Mike Baur Tells Beginning Entrepreneurs Three Keys To Building Their Companies

Switzerland is finding new job opportunities in technology-based companies, some of which offer services like Uber but in other industries. A lot of emphasis right now is on Internet of Things technology as well as artificial intelligence and robotics. Mike Baur, the Executive Chairman of the Swiss Startup Factory is taking a real interest in these developments right now and his company helps entrepreneurs put their ideas into action with the hope of turning them into disruptive businesses. Becoming an entrepreneur can be easy when you consider what you want to sell, but Baur says there are three keys to building a company that will be dominant for the long-term.

 

The first key to turning a startup into a big company is knowing what you need to do to connect with investors, clients and future executive team members. Nothing you do in business will ever happen by chance, so you need to take the initiative to cross your t’s and dot your i’s. The second key is being able to adapt when necessary because newer startups are going to be facing a lot more challenges than the old jobs, and Baur noted that one reason Swiss banking has dropped in competition has been its failure to adapt to the times. But the final key is you have to take risks which are not so much when you start your business, but more so when you manage your funds and make big administrative decisions as time goes on.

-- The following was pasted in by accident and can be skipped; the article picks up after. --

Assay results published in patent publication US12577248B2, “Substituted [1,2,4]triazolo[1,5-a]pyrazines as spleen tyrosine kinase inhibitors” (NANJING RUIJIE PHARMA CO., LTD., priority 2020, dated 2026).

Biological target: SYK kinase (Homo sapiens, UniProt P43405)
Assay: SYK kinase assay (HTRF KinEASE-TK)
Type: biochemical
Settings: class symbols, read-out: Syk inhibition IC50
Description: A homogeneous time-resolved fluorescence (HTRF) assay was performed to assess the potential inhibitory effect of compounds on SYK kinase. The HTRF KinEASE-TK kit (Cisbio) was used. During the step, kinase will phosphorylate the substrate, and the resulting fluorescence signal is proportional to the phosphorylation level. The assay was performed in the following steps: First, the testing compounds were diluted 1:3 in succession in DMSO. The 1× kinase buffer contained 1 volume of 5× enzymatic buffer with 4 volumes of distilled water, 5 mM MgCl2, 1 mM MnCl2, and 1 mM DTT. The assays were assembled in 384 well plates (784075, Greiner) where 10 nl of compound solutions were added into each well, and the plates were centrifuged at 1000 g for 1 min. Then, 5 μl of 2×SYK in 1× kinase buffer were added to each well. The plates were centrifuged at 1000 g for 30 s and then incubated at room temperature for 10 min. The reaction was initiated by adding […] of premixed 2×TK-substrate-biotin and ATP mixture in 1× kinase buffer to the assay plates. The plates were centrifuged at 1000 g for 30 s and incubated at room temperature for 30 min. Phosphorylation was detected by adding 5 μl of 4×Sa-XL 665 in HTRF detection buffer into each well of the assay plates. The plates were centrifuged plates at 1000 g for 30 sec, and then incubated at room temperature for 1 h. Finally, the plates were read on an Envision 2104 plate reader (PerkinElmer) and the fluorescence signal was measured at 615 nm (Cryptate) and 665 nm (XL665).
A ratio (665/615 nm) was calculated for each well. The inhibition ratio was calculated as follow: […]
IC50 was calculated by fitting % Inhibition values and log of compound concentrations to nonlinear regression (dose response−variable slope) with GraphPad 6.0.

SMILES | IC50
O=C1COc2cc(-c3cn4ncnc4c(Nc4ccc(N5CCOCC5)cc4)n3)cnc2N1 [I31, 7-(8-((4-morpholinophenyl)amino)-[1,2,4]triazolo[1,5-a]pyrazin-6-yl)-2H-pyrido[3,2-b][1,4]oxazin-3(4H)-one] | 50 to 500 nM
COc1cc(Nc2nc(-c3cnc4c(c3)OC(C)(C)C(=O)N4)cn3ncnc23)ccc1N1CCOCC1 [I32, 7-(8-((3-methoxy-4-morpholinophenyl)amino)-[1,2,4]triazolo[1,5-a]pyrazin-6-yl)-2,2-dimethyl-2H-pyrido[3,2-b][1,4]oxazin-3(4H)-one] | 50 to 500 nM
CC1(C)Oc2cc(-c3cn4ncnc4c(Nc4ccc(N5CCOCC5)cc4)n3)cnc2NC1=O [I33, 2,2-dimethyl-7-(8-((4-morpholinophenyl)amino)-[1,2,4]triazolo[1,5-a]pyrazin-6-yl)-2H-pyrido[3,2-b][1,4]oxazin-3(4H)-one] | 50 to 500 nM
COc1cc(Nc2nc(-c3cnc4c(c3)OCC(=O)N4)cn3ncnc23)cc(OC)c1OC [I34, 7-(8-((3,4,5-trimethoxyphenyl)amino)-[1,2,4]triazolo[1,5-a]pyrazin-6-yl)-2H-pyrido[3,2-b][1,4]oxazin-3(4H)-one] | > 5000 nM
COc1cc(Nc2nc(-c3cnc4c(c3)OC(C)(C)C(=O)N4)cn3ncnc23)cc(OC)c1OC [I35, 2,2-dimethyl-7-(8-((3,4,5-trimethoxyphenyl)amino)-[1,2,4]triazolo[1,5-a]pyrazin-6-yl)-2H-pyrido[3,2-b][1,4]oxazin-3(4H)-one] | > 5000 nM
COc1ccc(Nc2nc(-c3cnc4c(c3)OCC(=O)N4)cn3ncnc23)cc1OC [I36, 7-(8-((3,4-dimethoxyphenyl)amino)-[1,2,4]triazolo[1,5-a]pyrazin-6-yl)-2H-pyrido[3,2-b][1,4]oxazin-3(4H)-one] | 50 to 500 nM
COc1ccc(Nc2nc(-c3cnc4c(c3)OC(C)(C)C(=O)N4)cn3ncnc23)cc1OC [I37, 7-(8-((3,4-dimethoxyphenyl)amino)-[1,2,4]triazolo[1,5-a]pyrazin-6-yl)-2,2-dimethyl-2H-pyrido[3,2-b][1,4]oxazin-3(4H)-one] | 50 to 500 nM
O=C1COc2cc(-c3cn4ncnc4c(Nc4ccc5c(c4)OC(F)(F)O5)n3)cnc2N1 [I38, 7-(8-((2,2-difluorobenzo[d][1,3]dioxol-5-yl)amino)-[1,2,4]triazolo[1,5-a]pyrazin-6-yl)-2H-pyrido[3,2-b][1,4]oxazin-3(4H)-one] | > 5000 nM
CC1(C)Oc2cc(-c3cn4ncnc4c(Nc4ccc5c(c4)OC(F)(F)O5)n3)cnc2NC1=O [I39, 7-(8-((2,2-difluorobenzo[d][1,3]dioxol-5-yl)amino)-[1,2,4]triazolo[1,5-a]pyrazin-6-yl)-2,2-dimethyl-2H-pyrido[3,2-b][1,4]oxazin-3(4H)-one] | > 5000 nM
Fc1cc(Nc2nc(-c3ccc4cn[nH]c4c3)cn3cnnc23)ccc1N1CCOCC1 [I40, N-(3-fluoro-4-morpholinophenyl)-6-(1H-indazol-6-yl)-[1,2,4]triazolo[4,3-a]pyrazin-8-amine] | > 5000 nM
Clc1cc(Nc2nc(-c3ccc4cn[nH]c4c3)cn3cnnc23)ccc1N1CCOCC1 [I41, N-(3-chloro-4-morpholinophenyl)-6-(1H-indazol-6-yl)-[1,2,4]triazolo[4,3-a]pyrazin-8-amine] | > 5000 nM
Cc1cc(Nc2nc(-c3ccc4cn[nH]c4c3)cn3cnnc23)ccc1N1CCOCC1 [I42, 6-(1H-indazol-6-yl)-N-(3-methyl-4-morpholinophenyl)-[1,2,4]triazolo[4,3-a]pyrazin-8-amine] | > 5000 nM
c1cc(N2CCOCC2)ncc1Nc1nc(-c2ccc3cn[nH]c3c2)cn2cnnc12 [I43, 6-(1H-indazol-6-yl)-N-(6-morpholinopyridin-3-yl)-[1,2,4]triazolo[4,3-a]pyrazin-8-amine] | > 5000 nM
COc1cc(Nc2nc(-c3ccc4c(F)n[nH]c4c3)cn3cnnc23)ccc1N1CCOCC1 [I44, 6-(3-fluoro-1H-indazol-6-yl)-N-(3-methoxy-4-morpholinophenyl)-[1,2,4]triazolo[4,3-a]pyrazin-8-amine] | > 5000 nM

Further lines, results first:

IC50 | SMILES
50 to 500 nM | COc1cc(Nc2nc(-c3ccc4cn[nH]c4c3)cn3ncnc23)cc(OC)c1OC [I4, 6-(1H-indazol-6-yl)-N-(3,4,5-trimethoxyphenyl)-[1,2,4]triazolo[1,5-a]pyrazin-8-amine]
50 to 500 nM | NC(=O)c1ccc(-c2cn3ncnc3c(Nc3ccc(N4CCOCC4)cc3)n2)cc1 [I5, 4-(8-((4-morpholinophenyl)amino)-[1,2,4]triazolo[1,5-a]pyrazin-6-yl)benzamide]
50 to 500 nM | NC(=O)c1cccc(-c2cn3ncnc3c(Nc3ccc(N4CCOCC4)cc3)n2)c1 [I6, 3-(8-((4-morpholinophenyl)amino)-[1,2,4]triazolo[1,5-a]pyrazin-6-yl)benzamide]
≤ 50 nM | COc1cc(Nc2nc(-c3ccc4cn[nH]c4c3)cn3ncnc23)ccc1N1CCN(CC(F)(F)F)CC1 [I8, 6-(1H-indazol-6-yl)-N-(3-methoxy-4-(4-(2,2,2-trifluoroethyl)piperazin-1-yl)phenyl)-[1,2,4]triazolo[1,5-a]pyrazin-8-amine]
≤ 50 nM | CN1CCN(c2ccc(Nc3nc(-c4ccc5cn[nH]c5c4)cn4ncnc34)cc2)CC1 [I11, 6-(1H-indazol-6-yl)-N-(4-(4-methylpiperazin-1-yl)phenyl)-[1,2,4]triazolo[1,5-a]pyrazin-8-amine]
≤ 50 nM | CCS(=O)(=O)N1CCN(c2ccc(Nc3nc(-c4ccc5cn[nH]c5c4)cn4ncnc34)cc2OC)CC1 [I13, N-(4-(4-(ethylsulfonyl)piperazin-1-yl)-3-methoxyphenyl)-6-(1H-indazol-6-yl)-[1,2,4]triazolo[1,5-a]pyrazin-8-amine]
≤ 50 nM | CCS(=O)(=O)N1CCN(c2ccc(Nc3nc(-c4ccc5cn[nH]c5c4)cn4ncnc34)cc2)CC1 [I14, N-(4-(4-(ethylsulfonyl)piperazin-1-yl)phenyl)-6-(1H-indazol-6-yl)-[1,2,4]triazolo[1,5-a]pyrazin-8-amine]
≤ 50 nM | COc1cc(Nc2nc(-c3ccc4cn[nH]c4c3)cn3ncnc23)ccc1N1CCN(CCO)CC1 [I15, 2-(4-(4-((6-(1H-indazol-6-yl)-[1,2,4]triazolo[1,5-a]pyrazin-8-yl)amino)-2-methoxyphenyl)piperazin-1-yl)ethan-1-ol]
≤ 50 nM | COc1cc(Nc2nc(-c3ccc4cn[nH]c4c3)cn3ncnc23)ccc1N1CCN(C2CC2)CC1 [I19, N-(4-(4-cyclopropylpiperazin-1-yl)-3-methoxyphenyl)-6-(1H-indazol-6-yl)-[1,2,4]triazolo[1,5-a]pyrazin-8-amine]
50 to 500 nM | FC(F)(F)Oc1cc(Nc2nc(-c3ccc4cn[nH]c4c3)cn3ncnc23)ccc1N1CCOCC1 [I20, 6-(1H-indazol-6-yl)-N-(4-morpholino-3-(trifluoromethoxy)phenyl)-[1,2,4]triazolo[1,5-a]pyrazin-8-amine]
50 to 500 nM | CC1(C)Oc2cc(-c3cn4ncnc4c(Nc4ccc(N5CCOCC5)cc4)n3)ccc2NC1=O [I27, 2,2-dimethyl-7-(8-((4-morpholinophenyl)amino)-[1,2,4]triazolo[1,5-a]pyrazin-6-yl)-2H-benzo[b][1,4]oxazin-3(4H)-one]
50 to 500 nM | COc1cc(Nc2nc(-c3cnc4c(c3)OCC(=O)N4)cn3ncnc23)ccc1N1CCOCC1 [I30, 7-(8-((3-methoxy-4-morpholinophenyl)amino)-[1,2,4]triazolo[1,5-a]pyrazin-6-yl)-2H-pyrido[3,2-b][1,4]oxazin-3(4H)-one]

When it comes to taking risks, Mike Baur felt it was time to do just that upon realizing that banking was no longer where he wanted to finish at. For a long time it was his favorite job as he had started in it while only a 16-year old apprentice. He earned promotions and gained the favor of both managers and patrons over the years until he himself made it to executive management at Clariden Leu. Things changed in Swiss banking in 2008 when the recession hit even the banks that Baur was working for, and the new rules that this ushered in plus the drop in investments into Swiss banks convinced Baur he needed to do something new. The SSUF was thought to be unnecessary when Baur first co-founded it because the government was already issuing business grants to entrepreneurs, but the results of turning startup ideas into companies soon captured the attention of Swiss business leaders. Since 2014, hundreds of startups have come out of the SSUF portfolio.

 

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